6. Thunder, meh. NHL already has Lightning and Hurricane’s. Might as well go with the Temperate zones.
    Just call the team Starbucks and be done with it. You get Bucks for short. With no relation to an animal, but to the dozens of large and profitable industries of Washington state. And I agree, just make the west have that same amount of teams as the east and it must include Seattle. When I heard the NHL is higher on Vegas that Washington my heart dropped a bit. But I’m moving from SoCal to New Mexico, 4 hour drive for any live NHL hockey. So that sucks. GKG

  7. Seattle Rain? Seattle Shield? Do you really want a NHL team with a name that sounds like it’s an Arena Football or minor league indoor soccer team?

    Tsunami is the best of the new, but the Totems and Metropolitans have history on their side. The Senators have “their” Stanley Cup banners from the 20’s in their arena and so could the Mets. The Totems logo is attractive and the name is the one over 40 people associate with hockey.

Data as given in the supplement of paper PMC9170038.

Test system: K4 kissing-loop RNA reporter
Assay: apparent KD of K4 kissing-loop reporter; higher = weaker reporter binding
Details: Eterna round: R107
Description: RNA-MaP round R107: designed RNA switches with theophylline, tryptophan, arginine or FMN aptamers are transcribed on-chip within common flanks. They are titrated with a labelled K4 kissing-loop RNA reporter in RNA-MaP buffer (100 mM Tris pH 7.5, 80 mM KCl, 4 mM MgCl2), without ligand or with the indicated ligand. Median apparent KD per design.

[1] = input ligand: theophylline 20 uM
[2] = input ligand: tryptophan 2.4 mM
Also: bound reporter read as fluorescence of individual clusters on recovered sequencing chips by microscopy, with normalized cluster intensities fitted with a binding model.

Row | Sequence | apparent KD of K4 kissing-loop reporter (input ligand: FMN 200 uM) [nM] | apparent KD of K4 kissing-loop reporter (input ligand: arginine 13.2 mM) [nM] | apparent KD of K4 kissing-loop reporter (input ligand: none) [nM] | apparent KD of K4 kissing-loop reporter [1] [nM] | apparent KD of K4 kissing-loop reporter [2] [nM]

8. Not big on works of nature that can prove deadly (Tsunami, Thunder (well, via lightning)). But yes, the Thunder also annoy because of the crooks in OKC.

    As you noted, we’ve already got the Reign, so no more Rain.

    Steelheads have some history as a local sports name, as that was used by the Seattle team in the short lived West Coast Negro Baseball League.

    Metropolitans is tough, with the unique history we all appreciate, yet more widely known for the baseball franchise in Queens.

    1. Totems – some nice local history, unique name even at the major league level. Sort of local hockey’s version of the Rainiers. So some argue the Pilots and Mariners were wrong from the start. Speaking of…
    2. Pilots – Homage to our long lost MLB franchise. Works when referencing the sea or air. The reverse of how the Rockies name was used in Denver.
    3. Metropolitans
    4. Mountaineers – kind of long, but we are surrounded by mountains, with a lot of avid climbers.

    Let’s hope this naming debate becomes a “problem” to solve sooner than later. And yes, I’d hope our Portland rivals go with Buckaroos. Respect history.